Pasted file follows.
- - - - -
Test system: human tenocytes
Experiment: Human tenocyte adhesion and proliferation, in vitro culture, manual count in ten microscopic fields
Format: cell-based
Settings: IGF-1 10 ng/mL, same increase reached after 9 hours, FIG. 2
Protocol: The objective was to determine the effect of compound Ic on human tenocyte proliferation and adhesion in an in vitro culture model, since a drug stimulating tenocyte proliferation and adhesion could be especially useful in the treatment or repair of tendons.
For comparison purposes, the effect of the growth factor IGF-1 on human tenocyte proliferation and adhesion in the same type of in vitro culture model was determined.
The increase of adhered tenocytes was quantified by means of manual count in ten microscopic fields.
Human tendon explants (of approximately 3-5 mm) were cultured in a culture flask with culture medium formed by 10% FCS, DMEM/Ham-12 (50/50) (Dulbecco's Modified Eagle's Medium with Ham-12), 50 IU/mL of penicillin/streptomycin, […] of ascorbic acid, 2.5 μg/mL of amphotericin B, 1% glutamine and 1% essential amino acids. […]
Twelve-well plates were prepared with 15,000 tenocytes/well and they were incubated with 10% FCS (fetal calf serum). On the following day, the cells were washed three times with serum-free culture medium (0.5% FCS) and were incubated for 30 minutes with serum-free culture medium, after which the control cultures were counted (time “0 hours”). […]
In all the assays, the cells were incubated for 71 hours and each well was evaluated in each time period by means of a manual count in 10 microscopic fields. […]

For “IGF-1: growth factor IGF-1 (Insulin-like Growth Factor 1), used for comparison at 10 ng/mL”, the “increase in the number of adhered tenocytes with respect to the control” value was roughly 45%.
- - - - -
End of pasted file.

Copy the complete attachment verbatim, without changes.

Test system: human tenocytes
Experiment: Human tenocyte adhesion and proliferation, in vitro culture, manual count in ten microscopic fields
Format: cell-based
Settings: IGF-1 10 ng/mL, same increase reached after 9 hours, FIG. 2
Protocol: The objective was to determine the effect of compound Ic on human tenocyte proliferation and adhesion in an in vitro culture model, since a drug stimulating tenocyte proliferation and adhesion could be especially useful in the treatment or repair of tendons.
For comparison purposes, the effect of the growth factor IGF-1 on human tenocyte proliferation and adhesion in the same type of in vitro culture model was determined.
The increase of adhered tenocytes was quantified by means of manual count in ten microscopic fields.
Human tendon explants (of approximately 3-5 mm) were cultured in a culture flask with culture medium formed by 10% FCS, DMEM/Ham-12 (50/50) (Dulbecco's Modified Eagle's Medium with Ham-12), 50 IU/mL of penicillin/streptomycin, […] of ascorbic acid, 2.5 μg/mL of amphotericin B, 1% glutamine and 1% essential amino acids. […]
Twelve-well plates were prepared with 15,000 tenocytes/well and they were incubated with 10% FCS (fetal calf serum). On the following day, the cells were washed three times with serum-free culture medium (0.5% FCS) and were incubated for 30 minutes with serum-free culture medium, after which the control cultures were counted (time “0 hours”). […]
In all the assays, the cells were incubated for 71 hours and each well was evaluated in each time period by means of a manual count in 10 microscopic fields. […]

For “IGF-1: growth factor IGF-1 (Insulin-like Growth Factor 1), used for comparison at 10 ng/mL”, the “increase in the number of adhered tenocytes with respect to the control” value was roughly 45%.